Volume 28 Number 51
                 Produced: Thu Feb 18 23:24:04 US/Eastern 1999

Subjects Discussed In This Issue: 

"With Love" in Birkhat Kohanim
         [Yeshaya Halevi]
         [Yitz Weiss]
Electronic copy of the Dr. Haym Soloveitchik's article
         [Lawrence Feldman]
Girls in the men's section (4)
         [Yitz Weiss, Lisa Halpern, Deborah C.K. Wenger, Stuart Wise]
K'dusha: Bowing at "V'Kara Ze El Ze V'Amar"
         [David Ziants]
Ordering coffee from non-kosher (treif) establishments
         [Joe Harlin]
Payment for Torah
         [Meir Shinnar]
         [Bob Werman]
Swimming on Shabbat
         [Eliot Shimoff]


From: Yeshaya Halevi <CHIHAL@...>
Date: Tue, 16 Feb 1999 22:28:21 EST
Subject: "With Love" in Birkhat Kohanim

Shalom, All:

        With regard to the words "With Love" in Beerkhat Kohaneem (the
priestly blessing), I have a question and some comments.
        The question is, since the wording is "bi'ahava," and not "eem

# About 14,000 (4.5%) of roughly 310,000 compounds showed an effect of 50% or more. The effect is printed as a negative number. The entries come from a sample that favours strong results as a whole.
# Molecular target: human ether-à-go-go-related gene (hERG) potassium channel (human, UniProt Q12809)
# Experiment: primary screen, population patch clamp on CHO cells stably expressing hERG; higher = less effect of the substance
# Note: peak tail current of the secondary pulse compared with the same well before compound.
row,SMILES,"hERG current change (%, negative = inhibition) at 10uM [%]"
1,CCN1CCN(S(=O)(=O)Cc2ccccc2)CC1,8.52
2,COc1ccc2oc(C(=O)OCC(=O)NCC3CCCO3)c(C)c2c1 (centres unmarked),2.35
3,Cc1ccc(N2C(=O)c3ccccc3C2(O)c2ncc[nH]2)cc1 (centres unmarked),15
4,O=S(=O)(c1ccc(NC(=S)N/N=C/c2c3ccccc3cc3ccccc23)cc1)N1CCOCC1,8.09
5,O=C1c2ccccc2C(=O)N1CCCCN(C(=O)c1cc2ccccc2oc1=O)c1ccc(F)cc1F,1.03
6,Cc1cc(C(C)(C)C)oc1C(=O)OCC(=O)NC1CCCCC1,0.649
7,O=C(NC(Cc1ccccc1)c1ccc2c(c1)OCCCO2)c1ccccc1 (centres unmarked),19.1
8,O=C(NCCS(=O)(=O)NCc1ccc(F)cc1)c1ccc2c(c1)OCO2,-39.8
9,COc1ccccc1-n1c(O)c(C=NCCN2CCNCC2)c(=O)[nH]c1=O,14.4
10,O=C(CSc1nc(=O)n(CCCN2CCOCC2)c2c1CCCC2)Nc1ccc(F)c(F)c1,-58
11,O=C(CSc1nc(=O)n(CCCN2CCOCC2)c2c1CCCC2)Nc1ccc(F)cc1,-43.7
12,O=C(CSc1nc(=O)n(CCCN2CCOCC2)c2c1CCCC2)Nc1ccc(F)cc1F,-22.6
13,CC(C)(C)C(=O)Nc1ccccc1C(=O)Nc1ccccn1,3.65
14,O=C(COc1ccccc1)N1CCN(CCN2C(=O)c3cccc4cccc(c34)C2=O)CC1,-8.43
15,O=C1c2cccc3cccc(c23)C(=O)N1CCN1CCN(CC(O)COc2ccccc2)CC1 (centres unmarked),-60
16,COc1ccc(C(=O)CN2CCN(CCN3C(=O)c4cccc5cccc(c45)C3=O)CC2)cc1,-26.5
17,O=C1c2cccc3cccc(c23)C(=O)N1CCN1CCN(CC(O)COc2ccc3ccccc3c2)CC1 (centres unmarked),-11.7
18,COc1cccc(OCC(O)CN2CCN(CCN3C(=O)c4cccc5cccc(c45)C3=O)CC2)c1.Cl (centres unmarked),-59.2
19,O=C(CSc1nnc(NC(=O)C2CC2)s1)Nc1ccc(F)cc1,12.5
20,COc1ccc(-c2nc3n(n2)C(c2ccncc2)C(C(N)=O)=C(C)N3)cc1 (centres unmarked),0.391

ahava," does this era's Hebrew support saying that we should translate
it as blessing God's nation, Israel, **IN love,** and not "with love?"
         One comment is that because the Kohaneem stand "in loco
parentus," in the place of the Parent -- God, our Father -- they must
accurately represent God, who is Love Incarnate.
        Secondly, the Beerkhat Kohaneem is said (depending upon your
place and custom) on Shabat and Yom Tov, days when we say during the
Keedush that God gave us these Days "bi'ahava" -- in/with love.
         Thirdly, dunno if anyone else glommed onto this, but the
Artscroll Seedoor says that the phrase "bi'ahava" is based upon Zohar
(Naso 147b).  It also says a bit more, and maybe someone with more time